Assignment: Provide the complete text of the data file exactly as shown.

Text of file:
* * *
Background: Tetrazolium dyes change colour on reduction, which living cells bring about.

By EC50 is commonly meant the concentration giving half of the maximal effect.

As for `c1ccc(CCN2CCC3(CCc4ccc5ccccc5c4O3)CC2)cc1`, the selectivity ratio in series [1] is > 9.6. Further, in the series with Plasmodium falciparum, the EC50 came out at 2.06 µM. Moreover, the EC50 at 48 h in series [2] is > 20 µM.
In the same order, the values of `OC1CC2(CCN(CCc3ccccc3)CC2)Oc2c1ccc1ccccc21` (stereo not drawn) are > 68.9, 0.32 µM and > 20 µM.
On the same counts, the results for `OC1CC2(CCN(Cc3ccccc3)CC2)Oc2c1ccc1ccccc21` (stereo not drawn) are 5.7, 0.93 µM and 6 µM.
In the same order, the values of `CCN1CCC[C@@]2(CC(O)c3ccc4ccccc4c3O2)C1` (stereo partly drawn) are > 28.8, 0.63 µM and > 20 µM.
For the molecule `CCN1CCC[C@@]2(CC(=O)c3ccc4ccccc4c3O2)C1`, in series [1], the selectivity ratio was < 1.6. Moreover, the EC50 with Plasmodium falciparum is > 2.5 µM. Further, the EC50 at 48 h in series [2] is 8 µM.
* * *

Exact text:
Background: Tetrazolium dyes change colour on reduction, which living cells bring about.

By EC50 is commonly meant the concentration giving half of the maximal effect.

As for `c1ccc(CCN2CCC3(CCc4ccc5ccccc5c4O3)CC2)cc1`, the selectivity ratio in series [1] is > 9.6. Further, in the series with Plasmodium falciparum, the EC50 came out at 2.06 µM. Moreover, the EC50 at 48 h in series [2] is > 20 µM.
In the same order, the values of `OC1CC2(CCN(CCc3ccccc3)CC2)Oc2c1ccc1ccccc21` (stereo not drawn) are > 68.9, 0.32 µM and > 20 µM.
On the same counts, the results for `OC1CC2(CCN(Cc3ccccc3)CC2)Oc2c1ccc1ccccc21` (stereo not drawn) are 5.7, 0.93 µM and 6 µM.
In the same order, the values of `CCN1CCC[C@@]2(CC(O)c3ccc4ccccc4c3O2)C1` (stereo partly drawn) are > 28.8, 0.63 µM and > 20 µM.
For the molecule `CCN1CCC[C@@]2(CC(=O)c3ccc4ccccc4c3O2)C1`, in series [1], the selectivity ratio was < 1.6. Moreover, the EC50 with Plasmodium falciparum is > 2.5 µM. Further, the EC50 at 48 h in series [2] is 8 µM.